War in Ukraine: How is the European security agenda changing?

How is the European security agenda evolving in response to Russia’s invasion of Ukraine?

Research event
18 May 2022 — 5:00PM TO 6:15PM

This event will build on the exploratory workshop and initial findings of the Chatham House and Heinrich-Böll-Stiftung European Union’s project ‘Rethinking European Security’ and question how the European security agenda, which had been evolving over the past years, is now changing in response to Russia’s war of aggression against Ukraine.

Over the past years, Europeans have been facing an increasingly complex and diverse set of threats. On top of traditional deterrence and defence, they have been under increasing pressure to adapt to non-military threats such as cyberattacks, economic interference and disinformation campaigns, and to respond to the potential security impact of complex transnational risks like climate change or pandemics.

This has led to a wider understanding of what constitutes their security, with additional policy areas (such as migration, economics, health or climate) increasingly being thought of or framed in terms of ‘security’ – with mixed results.

The Russian invasion of Ukraine in February 2022 has refocused attention on conventional military conflict in Europe while highlighting critical dependencies, for instance in the energy field. This could lead, in effect, to a relative deprioritisation of other objectives like preventing climate change. Thus the war is likely to change threat perceptions and could reshape what constitutes the European security agenda over the coming years.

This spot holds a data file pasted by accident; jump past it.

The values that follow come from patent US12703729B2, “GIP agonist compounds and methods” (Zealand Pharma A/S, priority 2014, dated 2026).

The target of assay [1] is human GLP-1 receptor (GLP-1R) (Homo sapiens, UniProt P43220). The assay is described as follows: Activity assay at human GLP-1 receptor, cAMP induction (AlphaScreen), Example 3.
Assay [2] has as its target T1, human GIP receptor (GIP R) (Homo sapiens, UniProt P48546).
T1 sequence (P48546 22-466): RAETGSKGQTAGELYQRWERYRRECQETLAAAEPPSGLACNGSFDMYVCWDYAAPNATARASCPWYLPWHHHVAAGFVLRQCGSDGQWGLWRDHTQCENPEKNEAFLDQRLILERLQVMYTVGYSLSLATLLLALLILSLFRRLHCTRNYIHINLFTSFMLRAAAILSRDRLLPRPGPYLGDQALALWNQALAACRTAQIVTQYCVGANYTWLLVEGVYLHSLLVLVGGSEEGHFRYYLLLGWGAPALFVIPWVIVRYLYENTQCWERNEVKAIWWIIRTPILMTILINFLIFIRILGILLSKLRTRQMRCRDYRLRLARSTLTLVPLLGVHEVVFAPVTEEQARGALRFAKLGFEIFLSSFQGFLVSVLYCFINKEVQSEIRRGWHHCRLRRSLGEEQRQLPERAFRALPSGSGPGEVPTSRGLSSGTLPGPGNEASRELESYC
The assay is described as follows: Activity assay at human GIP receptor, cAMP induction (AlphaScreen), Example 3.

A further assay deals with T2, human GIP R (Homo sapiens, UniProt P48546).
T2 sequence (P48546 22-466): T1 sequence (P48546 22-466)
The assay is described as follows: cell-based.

•    To what extent has Russia’s war of aggression against Ukraine refocused the European security agenda towards a more conventional framing focusing on military risks? If so, what are the trade-offs?

•    How has the war shed light on the security implications in other policy areas, from energy to migration? With what impact on policymaking?

•    Will other concerns be deprioritized, such as the climate emergency?

•    To what extent will traditional defence establishments, in particular NATO, refocus on their core tasks of deterrence and defence? What space is left for more ‘holistic’ security concerns?

•    Going forward, how can attention and resources be distributed to deal adequately with the intensification and diversification of threats? What are the potential risks and opportunities? How can the ‘securitization’ of everything be avoided?

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